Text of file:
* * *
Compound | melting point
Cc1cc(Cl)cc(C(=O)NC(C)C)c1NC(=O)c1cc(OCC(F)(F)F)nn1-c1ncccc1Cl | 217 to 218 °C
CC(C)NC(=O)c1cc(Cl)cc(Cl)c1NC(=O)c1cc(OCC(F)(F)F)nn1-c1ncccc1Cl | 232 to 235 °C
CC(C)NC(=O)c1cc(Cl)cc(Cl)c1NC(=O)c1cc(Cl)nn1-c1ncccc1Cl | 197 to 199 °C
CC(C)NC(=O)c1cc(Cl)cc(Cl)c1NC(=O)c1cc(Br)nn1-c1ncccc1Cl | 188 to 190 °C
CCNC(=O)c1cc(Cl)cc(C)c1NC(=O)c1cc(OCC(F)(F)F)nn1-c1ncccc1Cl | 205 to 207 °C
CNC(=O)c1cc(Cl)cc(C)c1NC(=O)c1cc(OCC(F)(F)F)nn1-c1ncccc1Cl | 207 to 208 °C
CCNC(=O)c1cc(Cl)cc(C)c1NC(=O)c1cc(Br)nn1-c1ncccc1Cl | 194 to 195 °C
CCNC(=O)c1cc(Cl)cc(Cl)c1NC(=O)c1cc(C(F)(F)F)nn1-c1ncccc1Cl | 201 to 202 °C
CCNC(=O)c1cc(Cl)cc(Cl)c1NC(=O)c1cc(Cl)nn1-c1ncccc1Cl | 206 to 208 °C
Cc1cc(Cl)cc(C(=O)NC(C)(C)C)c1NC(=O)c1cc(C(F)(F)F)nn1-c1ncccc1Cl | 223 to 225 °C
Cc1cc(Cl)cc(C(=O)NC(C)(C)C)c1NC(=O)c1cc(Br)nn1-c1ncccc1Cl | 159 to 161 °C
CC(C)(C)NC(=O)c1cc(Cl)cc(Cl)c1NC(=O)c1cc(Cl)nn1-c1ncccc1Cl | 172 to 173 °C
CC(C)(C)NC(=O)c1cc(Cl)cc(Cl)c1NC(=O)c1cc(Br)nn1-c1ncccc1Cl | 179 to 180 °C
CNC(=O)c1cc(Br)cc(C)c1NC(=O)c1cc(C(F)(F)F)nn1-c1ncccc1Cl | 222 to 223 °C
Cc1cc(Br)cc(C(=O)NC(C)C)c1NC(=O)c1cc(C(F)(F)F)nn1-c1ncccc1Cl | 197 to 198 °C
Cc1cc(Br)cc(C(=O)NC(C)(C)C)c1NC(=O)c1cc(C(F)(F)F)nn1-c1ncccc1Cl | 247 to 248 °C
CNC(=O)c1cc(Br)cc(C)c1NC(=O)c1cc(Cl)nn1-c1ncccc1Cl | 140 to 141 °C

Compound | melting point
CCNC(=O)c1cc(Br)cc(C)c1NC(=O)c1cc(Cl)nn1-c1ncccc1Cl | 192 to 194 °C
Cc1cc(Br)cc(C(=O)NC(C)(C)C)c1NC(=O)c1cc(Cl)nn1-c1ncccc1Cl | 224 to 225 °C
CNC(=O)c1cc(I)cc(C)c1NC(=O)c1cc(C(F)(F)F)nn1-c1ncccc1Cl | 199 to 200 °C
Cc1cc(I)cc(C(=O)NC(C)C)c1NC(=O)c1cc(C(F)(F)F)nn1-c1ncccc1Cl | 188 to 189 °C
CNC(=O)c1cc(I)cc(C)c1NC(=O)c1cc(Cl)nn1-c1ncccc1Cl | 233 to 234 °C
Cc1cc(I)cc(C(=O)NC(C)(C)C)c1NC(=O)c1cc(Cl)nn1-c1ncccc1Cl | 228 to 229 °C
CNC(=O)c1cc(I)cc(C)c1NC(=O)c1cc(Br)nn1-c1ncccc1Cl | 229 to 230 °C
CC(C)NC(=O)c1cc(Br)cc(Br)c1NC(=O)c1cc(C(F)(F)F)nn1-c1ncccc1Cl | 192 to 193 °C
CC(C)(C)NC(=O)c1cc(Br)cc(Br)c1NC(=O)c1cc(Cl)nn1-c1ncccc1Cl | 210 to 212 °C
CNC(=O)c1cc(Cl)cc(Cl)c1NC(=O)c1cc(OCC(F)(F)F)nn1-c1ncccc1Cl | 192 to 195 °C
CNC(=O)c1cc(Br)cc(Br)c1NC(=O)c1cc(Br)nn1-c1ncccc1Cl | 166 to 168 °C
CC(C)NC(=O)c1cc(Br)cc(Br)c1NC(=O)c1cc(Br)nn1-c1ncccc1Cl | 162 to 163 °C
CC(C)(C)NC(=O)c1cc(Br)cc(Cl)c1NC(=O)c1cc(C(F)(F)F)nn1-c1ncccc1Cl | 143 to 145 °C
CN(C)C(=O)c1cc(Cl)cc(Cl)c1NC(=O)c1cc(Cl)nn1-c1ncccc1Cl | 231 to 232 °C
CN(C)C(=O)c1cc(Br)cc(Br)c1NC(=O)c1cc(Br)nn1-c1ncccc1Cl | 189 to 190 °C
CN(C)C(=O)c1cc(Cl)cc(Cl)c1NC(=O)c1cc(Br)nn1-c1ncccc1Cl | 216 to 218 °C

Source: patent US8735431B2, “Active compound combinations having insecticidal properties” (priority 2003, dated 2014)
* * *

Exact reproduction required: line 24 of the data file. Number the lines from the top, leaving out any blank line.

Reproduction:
CNC(=O)c1cc(I)cc(C)c1NC(=O)c1cc(Cl)nn1-c1ncccc1Cl | 233 to 234 °C